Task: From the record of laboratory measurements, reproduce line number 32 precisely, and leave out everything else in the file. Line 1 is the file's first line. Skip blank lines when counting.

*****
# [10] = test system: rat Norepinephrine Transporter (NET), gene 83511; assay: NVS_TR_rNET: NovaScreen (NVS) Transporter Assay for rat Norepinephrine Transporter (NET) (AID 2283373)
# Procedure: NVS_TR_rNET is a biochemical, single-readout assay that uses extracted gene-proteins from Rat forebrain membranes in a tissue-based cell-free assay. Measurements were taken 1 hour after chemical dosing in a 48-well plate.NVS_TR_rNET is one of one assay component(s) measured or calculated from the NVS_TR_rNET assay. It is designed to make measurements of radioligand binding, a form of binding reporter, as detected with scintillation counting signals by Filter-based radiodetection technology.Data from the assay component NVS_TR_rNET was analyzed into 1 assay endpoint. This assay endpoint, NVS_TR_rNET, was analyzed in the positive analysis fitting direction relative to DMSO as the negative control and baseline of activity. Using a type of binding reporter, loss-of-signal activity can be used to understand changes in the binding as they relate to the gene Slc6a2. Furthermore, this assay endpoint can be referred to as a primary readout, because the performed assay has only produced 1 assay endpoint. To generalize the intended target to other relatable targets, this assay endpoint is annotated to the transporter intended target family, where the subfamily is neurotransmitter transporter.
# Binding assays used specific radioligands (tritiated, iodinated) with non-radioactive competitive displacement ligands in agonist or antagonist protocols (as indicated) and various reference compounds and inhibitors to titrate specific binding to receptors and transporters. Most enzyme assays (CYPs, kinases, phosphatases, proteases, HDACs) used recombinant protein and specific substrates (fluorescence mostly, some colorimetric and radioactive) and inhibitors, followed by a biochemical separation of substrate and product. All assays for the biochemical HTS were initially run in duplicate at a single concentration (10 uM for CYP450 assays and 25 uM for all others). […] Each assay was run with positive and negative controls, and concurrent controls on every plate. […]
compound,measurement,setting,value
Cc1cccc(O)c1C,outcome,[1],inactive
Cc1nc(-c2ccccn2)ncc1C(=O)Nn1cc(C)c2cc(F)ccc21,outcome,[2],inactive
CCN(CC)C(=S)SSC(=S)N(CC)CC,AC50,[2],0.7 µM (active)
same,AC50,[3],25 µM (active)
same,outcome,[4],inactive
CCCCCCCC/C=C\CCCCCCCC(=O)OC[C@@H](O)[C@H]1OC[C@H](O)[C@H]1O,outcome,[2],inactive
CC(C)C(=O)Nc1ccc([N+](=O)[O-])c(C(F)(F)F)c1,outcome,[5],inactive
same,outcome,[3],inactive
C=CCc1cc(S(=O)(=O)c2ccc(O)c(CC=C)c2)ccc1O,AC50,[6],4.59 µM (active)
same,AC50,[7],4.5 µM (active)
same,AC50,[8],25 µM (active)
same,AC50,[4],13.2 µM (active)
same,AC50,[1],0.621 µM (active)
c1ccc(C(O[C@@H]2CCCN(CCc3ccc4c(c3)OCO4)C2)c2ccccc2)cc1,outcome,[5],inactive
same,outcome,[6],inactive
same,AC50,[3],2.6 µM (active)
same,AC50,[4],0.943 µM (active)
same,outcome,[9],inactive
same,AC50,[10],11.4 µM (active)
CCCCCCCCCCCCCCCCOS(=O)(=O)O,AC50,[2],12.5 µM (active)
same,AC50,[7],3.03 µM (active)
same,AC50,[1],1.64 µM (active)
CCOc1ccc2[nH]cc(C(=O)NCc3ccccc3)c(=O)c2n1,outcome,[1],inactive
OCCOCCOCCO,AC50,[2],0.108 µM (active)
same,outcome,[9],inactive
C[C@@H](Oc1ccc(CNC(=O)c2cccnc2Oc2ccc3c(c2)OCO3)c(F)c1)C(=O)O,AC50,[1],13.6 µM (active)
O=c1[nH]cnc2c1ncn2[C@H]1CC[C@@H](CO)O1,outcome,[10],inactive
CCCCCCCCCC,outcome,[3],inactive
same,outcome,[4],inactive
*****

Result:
CCCCCCCCCC,outcome,[3],inactive